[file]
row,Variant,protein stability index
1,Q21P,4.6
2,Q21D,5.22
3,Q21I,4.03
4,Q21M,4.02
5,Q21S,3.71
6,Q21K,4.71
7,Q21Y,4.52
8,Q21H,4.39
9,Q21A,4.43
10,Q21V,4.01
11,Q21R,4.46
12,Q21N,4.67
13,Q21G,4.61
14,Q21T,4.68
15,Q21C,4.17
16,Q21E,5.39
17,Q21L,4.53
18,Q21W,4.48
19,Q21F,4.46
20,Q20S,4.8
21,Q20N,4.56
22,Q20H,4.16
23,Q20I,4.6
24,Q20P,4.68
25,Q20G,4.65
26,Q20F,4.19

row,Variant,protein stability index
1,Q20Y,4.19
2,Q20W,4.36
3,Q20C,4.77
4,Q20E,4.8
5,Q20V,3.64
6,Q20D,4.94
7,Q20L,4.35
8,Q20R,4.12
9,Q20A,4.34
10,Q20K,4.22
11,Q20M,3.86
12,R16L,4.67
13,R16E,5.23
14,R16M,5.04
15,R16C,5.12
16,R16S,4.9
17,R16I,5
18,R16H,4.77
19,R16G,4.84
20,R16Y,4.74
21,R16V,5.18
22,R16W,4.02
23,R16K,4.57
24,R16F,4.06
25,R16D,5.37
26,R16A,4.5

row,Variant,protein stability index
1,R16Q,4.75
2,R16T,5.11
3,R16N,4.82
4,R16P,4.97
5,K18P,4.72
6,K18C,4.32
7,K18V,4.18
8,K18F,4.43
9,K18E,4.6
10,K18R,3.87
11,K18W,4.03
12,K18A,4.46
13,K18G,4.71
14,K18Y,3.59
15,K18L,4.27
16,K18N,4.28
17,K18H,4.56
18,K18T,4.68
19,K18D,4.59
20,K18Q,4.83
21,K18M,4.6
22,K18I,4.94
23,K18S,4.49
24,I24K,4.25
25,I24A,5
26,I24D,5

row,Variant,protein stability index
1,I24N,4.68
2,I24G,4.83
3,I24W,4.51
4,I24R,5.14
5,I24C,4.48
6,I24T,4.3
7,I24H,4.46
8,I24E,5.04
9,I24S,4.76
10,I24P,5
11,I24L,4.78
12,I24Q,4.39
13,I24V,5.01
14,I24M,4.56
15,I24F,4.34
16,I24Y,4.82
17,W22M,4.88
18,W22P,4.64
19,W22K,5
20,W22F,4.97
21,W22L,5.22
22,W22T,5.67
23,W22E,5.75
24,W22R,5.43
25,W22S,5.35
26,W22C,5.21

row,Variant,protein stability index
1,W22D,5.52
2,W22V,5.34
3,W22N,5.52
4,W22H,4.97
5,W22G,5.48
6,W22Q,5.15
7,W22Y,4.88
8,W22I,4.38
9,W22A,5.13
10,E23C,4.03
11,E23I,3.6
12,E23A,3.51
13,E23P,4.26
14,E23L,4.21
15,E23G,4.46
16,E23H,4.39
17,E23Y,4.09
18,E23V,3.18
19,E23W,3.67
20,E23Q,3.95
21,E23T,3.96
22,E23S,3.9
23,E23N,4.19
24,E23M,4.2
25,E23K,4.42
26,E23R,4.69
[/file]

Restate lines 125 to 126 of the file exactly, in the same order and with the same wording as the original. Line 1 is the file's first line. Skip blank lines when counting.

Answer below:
16,E23H,4.39
17,E23Y,4.09